Cloud computing is the delivery of on-demand computing services — from applications to storage and processing power — typically over the internet on a pay-as-you-go basis.
Rather than owning their own computing infrastructure, companies can rent access to anything from applications or servers from a cloud service provider. Providers can benefit from significant economies of scale by providing the same services to a wide range of customers. One benefit of using cloud computing services is that firms can avoid the upfront cost and complexity of owning and maintaining their own IT infrastructure, and instead simply pay for what they use.
A fundamental concept behind cloud computing is that the location of the service, and many of the details such as the hardware or operating system it is running on, are often largely irrelevant to the user (although this is not always the case in practice). It’s with this in mind that the metaphor of the cloud was borrowed from old network schematics, in which the public telephone network (and later the internet) was often represented as a cloud to denote that the underlying technologies were irrelevant.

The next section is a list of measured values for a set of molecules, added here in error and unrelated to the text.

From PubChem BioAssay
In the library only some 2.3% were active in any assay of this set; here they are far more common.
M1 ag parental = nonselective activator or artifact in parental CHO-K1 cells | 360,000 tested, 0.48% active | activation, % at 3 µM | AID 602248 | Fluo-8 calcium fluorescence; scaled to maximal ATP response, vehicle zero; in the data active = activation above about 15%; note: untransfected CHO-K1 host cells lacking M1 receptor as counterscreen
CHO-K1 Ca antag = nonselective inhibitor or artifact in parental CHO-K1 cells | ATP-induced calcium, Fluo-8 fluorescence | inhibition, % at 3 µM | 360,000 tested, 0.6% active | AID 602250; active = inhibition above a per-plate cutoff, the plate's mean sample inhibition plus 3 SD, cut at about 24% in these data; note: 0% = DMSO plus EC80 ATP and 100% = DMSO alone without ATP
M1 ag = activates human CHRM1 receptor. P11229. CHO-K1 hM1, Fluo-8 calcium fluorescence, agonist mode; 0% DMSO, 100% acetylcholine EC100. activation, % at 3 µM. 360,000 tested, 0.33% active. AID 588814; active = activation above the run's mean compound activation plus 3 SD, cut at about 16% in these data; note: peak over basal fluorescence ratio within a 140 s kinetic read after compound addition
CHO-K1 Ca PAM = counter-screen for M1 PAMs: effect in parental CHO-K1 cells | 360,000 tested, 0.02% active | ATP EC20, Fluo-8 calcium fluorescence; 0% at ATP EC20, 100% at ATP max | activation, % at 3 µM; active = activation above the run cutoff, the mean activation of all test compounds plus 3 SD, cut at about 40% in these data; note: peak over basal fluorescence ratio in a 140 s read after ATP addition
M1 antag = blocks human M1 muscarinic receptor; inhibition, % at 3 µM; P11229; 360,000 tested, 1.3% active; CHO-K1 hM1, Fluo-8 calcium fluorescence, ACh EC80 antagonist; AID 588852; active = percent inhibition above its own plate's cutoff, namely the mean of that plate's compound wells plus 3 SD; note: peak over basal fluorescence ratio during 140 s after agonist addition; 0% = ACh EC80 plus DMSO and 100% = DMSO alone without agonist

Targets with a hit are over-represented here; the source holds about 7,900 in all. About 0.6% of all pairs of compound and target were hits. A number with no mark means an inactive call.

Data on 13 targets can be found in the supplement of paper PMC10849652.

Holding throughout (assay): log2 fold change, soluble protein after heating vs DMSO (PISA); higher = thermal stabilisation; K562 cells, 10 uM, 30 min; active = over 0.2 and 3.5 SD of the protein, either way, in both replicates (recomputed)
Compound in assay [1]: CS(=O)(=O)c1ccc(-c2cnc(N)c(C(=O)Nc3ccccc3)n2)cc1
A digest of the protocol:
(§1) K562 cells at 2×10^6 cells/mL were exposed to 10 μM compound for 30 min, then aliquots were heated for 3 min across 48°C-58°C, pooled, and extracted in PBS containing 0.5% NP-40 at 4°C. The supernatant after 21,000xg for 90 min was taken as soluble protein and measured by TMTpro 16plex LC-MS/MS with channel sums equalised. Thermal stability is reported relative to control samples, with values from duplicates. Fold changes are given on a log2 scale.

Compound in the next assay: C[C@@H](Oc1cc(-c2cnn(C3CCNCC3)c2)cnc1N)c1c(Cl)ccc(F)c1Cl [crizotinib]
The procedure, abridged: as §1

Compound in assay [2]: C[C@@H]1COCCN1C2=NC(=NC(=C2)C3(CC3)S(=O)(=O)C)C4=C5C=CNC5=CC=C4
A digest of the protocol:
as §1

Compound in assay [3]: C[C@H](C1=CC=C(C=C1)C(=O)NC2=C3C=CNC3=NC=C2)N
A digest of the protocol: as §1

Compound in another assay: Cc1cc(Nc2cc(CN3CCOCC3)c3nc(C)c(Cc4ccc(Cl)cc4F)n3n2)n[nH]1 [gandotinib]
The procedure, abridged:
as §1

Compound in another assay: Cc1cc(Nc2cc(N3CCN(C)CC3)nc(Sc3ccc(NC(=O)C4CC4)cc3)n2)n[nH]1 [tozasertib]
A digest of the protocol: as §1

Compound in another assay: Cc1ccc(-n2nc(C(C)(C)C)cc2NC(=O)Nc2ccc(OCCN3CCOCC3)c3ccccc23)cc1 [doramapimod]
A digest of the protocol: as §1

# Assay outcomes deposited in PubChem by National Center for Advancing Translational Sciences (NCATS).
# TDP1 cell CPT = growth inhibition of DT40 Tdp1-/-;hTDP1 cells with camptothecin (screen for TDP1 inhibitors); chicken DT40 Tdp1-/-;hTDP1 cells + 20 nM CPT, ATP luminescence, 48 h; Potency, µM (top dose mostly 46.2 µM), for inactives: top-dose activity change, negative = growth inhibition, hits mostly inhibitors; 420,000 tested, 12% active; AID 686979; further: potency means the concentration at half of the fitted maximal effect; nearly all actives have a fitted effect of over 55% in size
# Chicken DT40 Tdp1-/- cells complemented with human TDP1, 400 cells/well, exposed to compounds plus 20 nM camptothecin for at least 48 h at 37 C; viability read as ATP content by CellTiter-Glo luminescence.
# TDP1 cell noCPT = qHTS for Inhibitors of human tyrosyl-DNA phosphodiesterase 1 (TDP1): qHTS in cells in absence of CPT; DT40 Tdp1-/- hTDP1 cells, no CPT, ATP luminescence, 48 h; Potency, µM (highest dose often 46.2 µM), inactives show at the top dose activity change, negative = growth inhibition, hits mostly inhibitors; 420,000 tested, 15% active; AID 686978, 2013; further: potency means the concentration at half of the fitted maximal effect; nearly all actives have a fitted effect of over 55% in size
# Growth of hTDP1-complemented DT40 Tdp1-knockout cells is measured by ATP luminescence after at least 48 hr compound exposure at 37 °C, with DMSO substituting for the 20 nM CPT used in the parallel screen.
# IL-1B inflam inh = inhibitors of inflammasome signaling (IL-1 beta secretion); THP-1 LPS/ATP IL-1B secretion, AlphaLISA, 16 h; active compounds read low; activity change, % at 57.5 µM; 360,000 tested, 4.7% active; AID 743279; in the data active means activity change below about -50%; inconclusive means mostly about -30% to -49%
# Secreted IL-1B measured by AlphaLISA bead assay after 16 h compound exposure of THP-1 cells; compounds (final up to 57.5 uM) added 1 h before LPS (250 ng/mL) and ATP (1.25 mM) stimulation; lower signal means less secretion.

Cloud computing as a term has been around since the early 2000s, but the concept of computing-as-a-service has been around for much, much longer — as far back as the 1960s, when computer bureaus would allow companies to rent time on a mainframe, rather than have to buy one themselves.
These ‘time-sharing’ services were largely overtaken by the rise of the PC, and then the rise of corporate data centers where companies would store vast amounts of data. But the concept of renting access to computing power has resurfaced a number of times since then — in the application service providers, utility computing, and grid computing of the late 1990s and early 2000s. This was followed by cloud computing, which really took hold with the emergence of software as a service and hyperscale cloud computing providers such as Amazon Web Services.